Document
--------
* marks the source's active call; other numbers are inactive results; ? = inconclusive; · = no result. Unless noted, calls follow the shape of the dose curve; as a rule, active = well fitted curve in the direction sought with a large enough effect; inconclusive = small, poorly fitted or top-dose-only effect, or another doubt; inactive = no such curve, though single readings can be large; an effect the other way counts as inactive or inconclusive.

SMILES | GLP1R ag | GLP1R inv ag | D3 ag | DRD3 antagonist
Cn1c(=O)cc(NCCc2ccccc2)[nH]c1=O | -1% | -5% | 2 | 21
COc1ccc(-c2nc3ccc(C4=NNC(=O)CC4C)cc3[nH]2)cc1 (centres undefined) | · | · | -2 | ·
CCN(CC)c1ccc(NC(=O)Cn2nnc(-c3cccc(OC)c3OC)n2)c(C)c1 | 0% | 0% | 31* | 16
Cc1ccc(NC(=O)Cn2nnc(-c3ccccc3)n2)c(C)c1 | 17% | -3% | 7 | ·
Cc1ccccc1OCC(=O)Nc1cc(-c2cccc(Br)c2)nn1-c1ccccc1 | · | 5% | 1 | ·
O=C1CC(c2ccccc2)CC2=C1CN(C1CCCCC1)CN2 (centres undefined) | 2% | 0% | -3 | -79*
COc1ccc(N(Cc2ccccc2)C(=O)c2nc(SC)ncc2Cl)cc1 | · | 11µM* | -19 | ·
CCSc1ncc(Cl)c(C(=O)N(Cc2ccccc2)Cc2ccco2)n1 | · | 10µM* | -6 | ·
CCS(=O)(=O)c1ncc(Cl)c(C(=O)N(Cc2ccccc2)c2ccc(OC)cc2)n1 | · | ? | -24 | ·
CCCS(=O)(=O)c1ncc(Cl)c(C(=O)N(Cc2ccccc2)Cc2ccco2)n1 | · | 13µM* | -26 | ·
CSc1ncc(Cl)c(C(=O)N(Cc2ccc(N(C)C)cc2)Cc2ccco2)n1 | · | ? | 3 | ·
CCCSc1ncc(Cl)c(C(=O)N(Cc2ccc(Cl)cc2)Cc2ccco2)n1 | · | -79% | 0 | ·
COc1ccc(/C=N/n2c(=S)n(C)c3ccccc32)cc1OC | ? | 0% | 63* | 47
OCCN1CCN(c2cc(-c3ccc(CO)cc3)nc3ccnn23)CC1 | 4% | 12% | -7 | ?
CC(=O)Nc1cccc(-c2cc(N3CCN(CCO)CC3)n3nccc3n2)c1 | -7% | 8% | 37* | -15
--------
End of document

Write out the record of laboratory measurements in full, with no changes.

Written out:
* marks the source's active call; other numbers are inactive results; ? = inconclusive; · = no result. Unless noted, calls follow the shape of the dose curve; as a rule, active = well fitted curve in the direction sought with a large enough effect; inconclusive = small, poorly fitted or top-dose-only effect, or another doubt; inactive = no such curve, though single readings can be large; an effect the other way counts as inactive or inconclusive.

SMILES | GLP1R ag | GLP1R inv ag | D3 ag | DRD3 antagonist
Cn1c(=O)cc(NCCc2ccccc2)[nH]c1=O | -1% | -5% | 2 | 21
COc1ccc(-c2nc3ccc(C4=NNC(=O)CC4C)cc3[nH]2)cc1 (centres undefined) | · | · | -2 | ·
CCN(CC)c1ccc(NC(=O)Cn2nnc(-c3cccc(OC)c3OC)n2)c(C)c1 | 0% | 0% | 31* | 16
Cc1ccc(NC(=O)Cn2nnc(-c3ccccc3)n2)c(C)c1 | 17% | -3% | 7 | ·
Cc1ccccc1OCC(=O)Nc1cc(-c2cccc(Br)c2)nn1-c1ccccc1 | · | 5% | 1 | ·
O=C1CC(c2ccccc2)CC2=C1CN(C1CCCCC1)CN2 (centres undefined) | 2% | 0% | -3 | -79*
COc1ccc(N(Cc2ccccc2)C(=O)c2nc(SC)ncc2Cl)cc1 | · | 11µM* | -19 | ·
CCSc1ncc(Cl)c(C(=O)N(Cc2ccccc2)Cc2ccco2)n1 | · | 10µM* | -6 | ·
CCS(=O)(=O)c1ncc(Cl)c(C(=O)N(Cc2ccccc2)c2ccc(OC)cc2)n1 | · | ? | -24 | ·
CCCS(=O)(=O)c1ncc(Cl)c(C(=O)N(Cc2ccccc2)Cc2ccco2)n1 | · | 13µM* | -26 | ·
CSc1ncc(Cl)c(C(=O)N(Cc2ccc(N(C)C)cc2)Cc2ccco2)n1 | · | ? | 3 | ·
CCCSc1ncc(Cl)c(C(=O)N(Cc2ccc(Cl)cc2)Cc2ccco2)n1 | · | -79% | 0 | ·
COc1ccc(/C=N/n2c(=S)n(C)c3ccccc32)cc1OC | ? | 0% | 63* | 47
OCCN1CCN(c2cc(-c3ccc(CO)cc3)nc3ccnn23)CC1 | 4% | 12% | -7 | ?
CC(=O)Nc1cccc(-c2cc(N3CCN(CCO)CC3)n3nccc3n2)c1 | -7% | 8% | 37* | -15